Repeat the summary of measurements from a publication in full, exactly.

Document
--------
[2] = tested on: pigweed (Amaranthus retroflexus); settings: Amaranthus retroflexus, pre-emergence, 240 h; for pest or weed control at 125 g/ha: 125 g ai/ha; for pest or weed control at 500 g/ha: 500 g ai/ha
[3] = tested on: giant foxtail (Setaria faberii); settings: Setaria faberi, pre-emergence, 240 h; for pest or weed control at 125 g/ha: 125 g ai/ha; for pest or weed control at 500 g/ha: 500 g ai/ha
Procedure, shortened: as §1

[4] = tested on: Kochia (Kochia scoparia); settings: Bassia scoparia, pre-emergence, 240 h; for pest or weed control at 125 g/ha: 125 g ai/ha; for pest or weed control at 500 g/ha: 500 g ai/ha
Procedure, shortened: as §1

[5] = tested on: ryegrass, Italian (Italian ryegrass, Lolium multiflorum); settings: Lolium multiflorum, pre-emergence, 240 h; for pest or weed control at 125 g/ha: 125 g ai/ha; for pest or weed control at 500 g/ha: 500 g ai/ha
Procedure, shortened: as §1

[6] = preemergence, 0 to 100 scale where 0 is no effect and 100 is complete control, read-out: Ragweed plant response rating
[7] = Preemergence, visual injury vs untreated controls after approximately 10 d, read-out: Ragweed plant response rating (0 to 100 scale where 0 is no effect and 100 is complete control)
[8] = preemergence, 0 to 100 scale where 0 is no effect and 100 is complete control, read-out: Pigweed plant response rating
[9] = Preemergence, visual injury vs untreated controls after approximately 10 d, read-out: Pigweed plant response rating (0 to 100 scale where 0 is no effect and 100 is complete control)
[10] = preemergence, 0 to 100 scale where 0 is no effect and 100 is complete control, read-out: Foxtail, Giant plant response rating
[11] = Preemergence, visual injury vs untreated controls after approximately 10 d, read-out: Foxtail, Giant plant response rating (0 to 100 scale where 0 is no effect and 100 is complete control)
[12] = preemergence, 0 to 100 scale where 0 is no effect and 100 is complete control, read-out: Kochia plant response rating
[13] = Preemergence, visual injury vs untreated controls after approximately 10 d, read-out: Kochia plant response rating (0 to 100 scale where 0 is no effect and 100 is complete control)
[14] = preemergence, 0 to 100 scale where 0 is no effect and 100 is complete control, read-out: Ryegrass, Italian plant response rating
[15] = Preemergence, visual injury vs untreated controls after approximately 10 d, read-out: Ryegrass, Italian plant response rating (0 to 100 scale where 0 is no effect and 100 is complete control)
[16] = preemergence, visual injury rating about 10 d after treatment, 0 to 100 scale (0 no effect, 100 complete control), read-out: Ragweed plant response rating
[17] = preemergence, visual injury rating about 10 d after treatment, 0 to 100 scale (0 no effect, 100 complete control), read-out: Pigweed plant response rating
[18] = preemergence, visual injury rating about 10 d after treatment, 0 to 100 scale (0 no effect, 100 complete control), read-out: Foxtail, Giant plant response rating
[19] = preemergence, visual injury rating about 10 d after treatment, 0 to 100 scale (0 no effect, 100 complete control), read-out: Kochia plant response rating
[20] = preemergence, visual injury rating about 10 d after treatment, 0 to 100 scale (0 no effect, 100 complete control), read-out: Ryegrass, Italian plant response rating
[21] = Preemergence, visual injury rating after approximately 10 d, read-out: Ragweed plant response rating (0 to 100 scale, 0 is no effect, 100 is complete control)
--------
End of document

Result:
[2] = tested on: pigweed (Amaranthus retroflexus); settings: Amaranthus retroflexus, pre-emergence, 240 h; for pest or weed control at 125 g/ha: 125 g ai/ha; for pest or weed control at 500 g/ha: 500 g ai/ha
[3] = tested on: giant foxtail (Setaria faberii); settings: Setaria faberi, pre-emergence, 240 h; for pest or weed control at 125 g/ha: 125 g ai/ha; for pest or weed control at 500 g/ha: 500 g ai/ha
Procedure, shortened: as §1

[4] = tested on: Kochia (Kochia scoparia); settings: Bassia scoparia, pre-emergence, 240 h; for pest or weed control at 125 g/ha: 125 g ai/ha; for pest or weed control at 500 g/ha: 500 g ai/ha
Procedure, shortened: as §1

[5] = tested on: ryegrass, Italian (Italian ryegrass, Lolium multiflorum); settings: Lolium multiflorum, pre-emergence, 240 h; for pest or weed control at 125 g/ha: 125 g ai/ha; for pest or weed control at 500 g/ha: 500 g ai/ha
Procedure, shortened: as §1

[6] = preemergence, 0 to 100 scale where 0 is no effect and 100 is complete control, read-out: Ragweed plant response rating
[7] = Preemergence, visual injury vs untreated controls after approximately 10 d, read-out: Ragweed plant response rating (0 to 100 scale where 0 is no effect and 100 is complete control)
[8] = preemergence, 0 to 100 scale where 0 is no effect and 100 is complete control, read-out: Pigweed plant response rating
[9] = Preemergence, visual injury vs untreated controls after approximately 10 d, read-out: Pigweed plant response rating (0 to 100 scale where 0 is no effect and 100 is complete control)
[10] = preemergence, 0 to 100 scale where 0 is no effect and 100 is complete control, read-out: Foxtail, Giant plant response rating
[11] = Preemergence, visual injury vs untreated controls after approximately 10 d, read-out: Foxtail, Giant plant response rating (0 to 100 scale where 0 is no effect and 100 is complete control)
[12] = preemergence, 0 to 100 scale where 0 is no effect and 100 is complete control, read-out: Kochia plant response rating
[13] = Preemergence, visual injury vs untreated controls after approximately 10 d, read-out: Kochia plant response rating (0 to 100 scale where 0 is no effect and 100 is complete control)
[14] = preemergence, 0 to 100 scale where 0 is no effect and 100 is complete control, read-out: Ryegrass, Italian plant response rating
[15] = Preemergence, visual injury vs untreated controls after approximately 10 d, read-out: Ryegrass, Italian plant response rating (0 to 100 scale where 0 is no effect and 100 is complete control)
[16] = preemergence, visual injury rating about 10 d after treatment, 0 to 100 scale (0 no effect, 100 complete control), read-out: Ragweed plant response rating
[17] = preemergence, visual injury rating about 10 d after treatment, 0 to 100 scale (0 no effect, 100 complete control), read-out: Pigweed plant response rating
[18] = preemergence, visual injury rating about 10 d after treatment, 0 to 100 scale (0 no effect, 100 complete control), read-out: Foxtail, Giant plant response rating
[19] = preemergence, visual injury rating about 10 d after treatment, 0 to 100 scale (0 no effect, 100 complete control), read-out: Kochia plant response rating
[20] = preemergence, visual injury rating about 10 d after treatment, 0 to 100 scale (0 no effect, 100 complete control), read-out: Ryegrass, Italian plant response rating
[21] = Preemergence, visual injury rating after approximately 10 d, read-out: Ragweed plant response rating (0 to 100 scale, 0 is no effect, 100 is complete control)